No pressure, but this July 4th could be the most meaningful Independence Day of our lifetimes.
We're bringing troops home from the longest war in our history. We have withstood, at least for now, a violent attack on the seat of our national government and the democratic system we cherish. And our people are gradually returning to the public square after a disastrous pandemic that claimed more than 600,000 American lives.
This is a moment to take stock and celebrate the American capacity to endure.
Our country has been holding Independence Day celebrations ever since we asserted that independence. Before he was president — before anyone was president — John Adams predicted that the holiday would be marked with "Bells, Bonfires and Illuminations from one End of this Continent to the other from this Time forward forever more."
It was a bold prediction, considering that the outcome of the Revolutionary War was still years off and very much in doubt. His optimism proved justified. Now it falls to us, 245 years later, to live up to the ideal the founders articulated then bet their lives to uphold — that all people are created equal.
The record is mixed.
Was George Floyd treated as an equal? Do Native Americans enjoy a full share of our country's opportunity and prosperity? Do immigrant communities and people of color see themselves as true inheritors of America's freedoms?
And what do the events of the past year portend for the democracy we celebrate today? A considerable portion of our population believes the current president's election was illegitimate. State legislatures across the country are working to make voting less convenient. The mob that ransacked our U.S. Capitol in January sought to overturn an election. Some called for blood.
Here in Minnesota, political opponents labeled our governor a tyrant for allegedly misusing hispowers during a public-health emergency. King George III would think we were pulling his leg.
This year's Independence Day calls us to focus on what's important — on what it means to be Americans as we emerge from crisis. What are the responsibilities we owe one another? What counts as patriotism in 2021?
In that spirit, we offer a couple of suggestions:
Get vaccinated. Joining the ranks of those who have taken this elementary step to help end the COVID-19 pandemic may be the most patriotic gesture one can make. We would have liked to see President Joe Biden realize his administration's goal of vaccinating 70% of American adults by July 4th, but he was swimming against a tide of skepticism and distrust.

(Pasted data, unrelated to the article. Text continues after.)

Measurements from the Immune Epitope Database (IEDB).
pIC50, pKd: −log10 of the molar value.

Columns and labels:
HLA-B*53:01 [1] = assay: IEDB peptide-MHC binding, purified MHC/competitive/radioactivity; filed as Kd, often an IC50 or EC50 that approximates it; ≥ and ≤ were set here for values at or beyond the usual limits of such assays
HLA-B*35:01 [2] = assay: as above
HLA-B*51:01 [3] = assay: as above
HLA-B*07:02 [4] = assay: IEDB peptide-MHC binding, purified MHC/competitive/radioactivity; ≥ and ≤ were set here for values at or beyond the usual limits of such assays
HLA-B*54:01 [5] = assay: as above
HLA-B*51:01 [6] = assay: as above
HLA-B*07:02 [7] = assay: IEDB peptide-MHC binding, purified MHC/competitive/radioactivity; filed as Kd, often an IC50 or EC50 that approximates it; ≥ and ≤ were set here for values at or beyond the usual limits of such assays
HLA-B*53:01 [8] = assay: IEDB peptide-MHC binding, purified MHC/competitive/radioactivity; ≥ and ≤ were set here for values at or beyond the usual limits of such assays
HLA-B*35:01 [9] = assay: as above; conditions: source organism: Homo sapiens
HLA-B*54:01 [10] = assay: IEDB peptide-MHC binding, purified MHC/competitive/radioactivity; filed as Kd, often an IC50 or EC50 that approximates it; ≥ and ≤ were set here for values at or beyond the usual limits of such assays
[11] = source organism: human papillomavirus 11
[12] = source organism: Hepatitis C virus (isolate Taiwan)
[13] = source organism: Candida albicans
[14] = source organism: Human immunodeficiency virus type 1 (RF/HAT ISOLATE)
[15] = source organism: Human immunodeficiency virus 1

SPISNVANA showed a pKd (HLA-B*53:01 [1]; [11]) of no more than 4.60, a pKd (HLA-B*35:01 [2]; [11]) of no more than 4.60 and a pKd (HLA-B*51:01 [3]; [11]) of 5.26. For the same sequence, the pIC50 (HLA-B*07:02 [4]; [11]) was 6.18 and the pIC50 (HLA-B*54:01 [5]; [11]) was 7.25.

It is time — no, it is past time — for people to get over their unreasoning reluctance to take this simple, proven measure to help defeat the coronavirus and its variants. A report from our neighbors in Wisconsin proves the point: Of recent COVID-19 deaths in the state, 95% were of people who were unvaccinated, or only partly vaccinated. The science is unambiguous, and the shots are safe and free.
Granted, the public health would be served by simply ordering the population to line up for shots. But if vaccinations were mandatory, they'd be an act of obedience; keeping them voluntary makes them an act of patriotism. It may not be Nathan-Hale-level patriotism, but it's something.
Gather with friends and family. As hard as the lockdowns were, they were necessary — and they had the salutary effect of giving us a new appreciation of ordinary pleasures. To attend a cookout with one's family or friends is a gift that, until last year, we might have taken for granted. It is easier, now, to see the truth: Life is sweet and much too short.
Too many of our fellow Minnesotans had to endure those long months of lockdown without seeing grandchildren, or going to church, or saying goodbye to a loved one who was nearing death. Those are months we will never get back and losses that will never be made whole. But we can honor those we've lost by working to strengthen our relationships — our families, friends and communities.
Soon it will be time for the State Fair, an event that showcases Minnesota's many communities and interests. Like today's holiday, it will feel like a homecoming. Things are returning to normal. And as usual in this country, "normal" means there's much more to be done.